Merely going on this train gives these Americans a certain distinctiveness. Most of their compatriots would not even know it exists. I once asked a taxi driver in Bangor, Maine, if the town had a train station. “How should I know?” he replied. Rail travel is a feature of American life that, if not exactly illegal, is certainly eccentric.
Long-distance railroad travel finally fell apart when modern jets arrived in the 1960s. Freight trains still play a big part in the economy, but since its foundation in 1971, Amtrak has held the passenger system together with bits of string – sometimes literally, one suspects.
As we left Chicago, the double-deck Superliner lurched gently and bumpity-bumped – in Europe, the prelude to picking up speed. But we never did pick up much speed. The sluggishness can go too far. Kathy from North Carolina had arrived in Chicago 10 hours late from Denver on the California Zephyr. “It’s a long way from Wyoming, whichever way you travel,” she said, “but when you go backwards for, like, 45 minutes, you know you’re in trouble.”
John the dining car steward claimed we would get up to 79mph, which seemed implausible. But he served a decent steak and a more agreeable Merlot than is generally available in Indiana, and did it with a smile, so I could forgive him anything.
I slept through most of Ohio, missing Cleveland (though not a lot). I woke at the mean, cold, concrete station in Pittsburgh and was glad – because dawn broke as we followed the route along the Youghiogeny River and climbed into the Appalachians. Cezanne could have painted these wooded hills – and if he had, the result would have been just what I saw through the train window, since this landscape has suffered no torment since the railroad was blasted through.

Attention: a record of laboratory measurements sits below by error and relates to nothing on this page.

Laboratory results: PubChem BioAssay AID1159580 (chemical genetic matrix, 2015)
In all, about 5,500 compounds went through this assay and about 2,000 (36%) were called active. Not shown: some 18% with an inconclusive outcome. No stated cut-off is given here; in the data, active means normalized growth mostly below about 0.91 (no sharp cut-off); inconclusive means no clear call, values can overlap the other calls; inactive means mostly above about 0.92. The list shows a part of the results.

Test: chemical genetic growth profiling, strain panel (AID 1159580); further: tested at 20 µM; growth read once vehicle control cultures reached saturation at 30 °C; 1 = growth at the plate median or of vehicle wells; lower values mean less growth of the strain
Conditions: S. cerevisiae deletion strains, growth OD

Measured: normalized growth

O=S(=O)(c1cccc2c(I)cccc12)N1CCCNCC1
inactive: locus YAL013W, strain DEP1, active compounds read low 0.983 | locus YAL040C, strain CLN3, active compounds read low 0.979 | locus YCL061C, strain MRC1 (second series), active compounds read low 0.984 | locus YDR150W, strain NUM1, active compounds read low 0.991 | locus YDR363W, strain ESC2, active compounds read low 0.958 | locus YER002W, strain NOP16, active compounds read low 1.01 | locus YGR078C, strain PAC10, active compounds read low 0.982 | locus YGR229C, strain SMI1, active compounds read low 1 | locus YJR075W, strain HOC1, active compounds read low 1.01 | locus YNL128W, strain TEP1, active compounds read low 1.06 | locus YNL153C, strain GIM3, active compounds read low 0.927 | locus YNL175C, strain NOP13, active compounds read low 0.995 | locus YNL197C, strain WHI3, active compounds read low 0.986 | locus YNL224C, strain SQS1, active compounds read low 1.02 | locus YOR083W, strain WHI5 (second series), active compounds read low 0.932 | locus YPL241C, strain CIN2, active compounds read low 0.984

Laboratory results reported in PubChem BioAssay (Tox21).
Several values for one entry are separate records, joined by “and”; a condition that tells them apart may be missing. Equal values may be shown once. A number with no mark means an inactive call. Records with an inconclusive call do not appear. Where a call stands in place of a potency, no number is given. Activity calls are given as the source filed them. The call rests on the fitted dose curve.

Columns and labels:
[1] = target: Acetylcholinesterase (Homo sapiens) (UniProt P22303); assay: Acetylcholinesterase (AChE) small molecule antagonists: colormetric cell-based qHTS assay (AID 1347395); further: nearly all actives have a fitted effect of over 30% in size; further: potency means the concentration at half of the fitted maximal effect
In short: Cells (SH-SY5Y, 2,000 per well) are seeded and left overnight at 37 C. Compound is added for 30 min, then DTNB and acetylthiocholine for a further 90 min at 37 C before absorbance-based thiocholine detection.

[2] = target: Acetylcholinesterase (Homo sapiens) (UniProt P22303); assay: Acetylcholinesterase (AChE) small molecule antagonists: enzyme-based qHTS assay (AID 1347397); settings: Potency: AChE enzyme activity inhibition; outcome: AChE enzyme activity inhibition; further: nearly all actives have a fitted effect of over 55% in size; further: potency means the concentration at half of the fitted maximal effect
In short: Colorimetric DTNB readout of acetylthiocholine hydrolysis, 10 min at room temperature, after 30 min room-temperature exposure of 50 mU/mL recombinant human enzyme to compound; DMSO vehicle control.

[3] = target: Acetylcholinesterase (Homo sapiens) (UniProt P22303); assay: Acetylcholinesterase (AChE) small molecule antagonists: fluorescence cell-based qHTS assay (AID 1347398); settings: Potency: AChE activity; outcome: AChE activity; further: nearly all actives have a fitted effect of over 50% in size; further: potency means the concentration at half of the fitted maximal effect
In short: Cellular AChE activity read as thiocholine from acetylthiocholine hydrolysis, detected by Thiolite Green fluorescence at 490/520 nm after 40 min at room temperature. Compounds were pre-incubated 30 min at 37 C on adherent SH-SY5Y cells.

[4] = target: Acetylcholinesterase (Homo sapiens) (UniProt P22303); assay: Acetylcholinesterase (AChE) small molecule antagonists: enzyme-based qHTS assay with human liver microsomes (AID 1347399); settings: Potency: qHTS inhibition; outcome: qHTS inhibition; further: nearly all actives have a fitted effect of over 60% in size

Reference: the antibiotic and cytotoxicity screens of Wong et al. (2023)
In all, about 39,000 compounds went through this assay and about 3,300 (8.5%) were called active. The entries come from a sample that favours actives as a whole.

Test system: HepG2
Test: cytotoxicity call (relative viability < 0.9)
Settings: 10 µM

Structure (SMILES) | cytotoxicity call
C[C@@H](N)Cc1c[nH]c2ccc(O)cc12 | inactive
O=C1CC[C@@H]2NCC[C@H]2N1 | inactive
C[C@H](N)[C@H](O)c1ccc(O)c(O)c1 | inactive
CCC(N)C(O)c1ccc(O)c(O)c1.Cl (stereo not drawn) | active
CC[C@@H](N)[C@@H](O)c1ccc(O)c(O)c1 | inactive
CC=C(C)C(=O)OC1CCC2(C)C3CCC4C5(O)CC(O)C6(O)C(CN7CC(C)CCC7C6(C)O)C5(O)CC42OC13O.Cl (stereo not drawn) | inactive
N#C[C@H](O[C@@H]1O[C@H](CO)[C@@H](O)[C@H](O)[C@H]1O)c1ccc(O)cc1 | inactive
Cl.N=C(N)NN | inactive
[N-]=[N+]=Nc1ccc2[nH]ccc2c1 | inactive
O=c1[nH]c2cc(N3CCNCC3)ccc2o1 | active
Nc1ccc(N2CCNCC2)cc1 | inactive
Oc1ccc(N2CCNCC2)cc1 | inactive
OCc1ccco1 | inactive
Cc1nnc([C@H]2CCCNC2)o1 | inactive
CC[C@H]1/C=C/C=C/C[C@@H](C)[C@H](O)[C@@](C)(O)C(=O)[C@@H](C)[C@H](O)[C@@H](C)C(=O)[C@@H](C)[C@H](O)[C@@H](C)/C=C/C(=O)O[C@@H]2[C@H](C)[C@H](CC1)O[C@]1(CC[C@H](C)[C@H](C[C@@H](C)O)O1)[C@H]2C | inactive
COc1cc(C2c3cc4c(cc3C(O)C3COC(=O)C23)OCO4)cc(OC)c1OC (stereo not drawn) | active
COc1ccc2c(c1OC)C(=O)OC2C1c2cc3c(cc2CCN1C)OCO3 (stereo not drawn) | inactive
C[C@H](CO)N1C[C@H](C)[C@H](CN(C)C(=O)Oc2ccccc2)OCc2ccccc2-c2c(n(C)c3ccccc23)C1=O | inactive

As we went up, the autumnal lowlands gave way to three inches of late October snow. Then we descended towards the Cumberland Gap, America’s oldest station, at Martinsburg, and the trot in towards Washington. Somewhere out there was the America of strip malls and Sarah Palin. And eventually we would have to face it.
There are two great mysteries about American trains. The first is why no one (except the 1988 presidential candidate Michael Dukakis) has grasped that the north-east corridor between New York and Boston and Washington is the world’s most obvious place for high-speed trains that could save hundreds of take-offs a day.
The problem is that Amtrak has been such a political waif it has been unable to make such a bold case. “It’s been hanging on by its fingernails for so long,” explained the railroad historian John Hankey, “just hoping nothing goes wrong and that we don’t kill too many people. Amtrak’s strategy has been to fly below the radar screen until something major changes.” Like the arrival of President Obama, perhaps.
The other mystery is why the obviously non-viable routes have survived. The answer seems to lie on Capitol Hill: “The attitude is ‘I won’t cut your train if you don’t cut my train’,” says Hankey.
In the meantime, it would help if more ordinary Americans took the train. Even the e-commerce man, Adam, turned out to be unusual. As we headed towards Washington, he told me he intended to home-school his son, because he never wanted him to be given orders. Most American parents I know would be happy if their kids ever took any.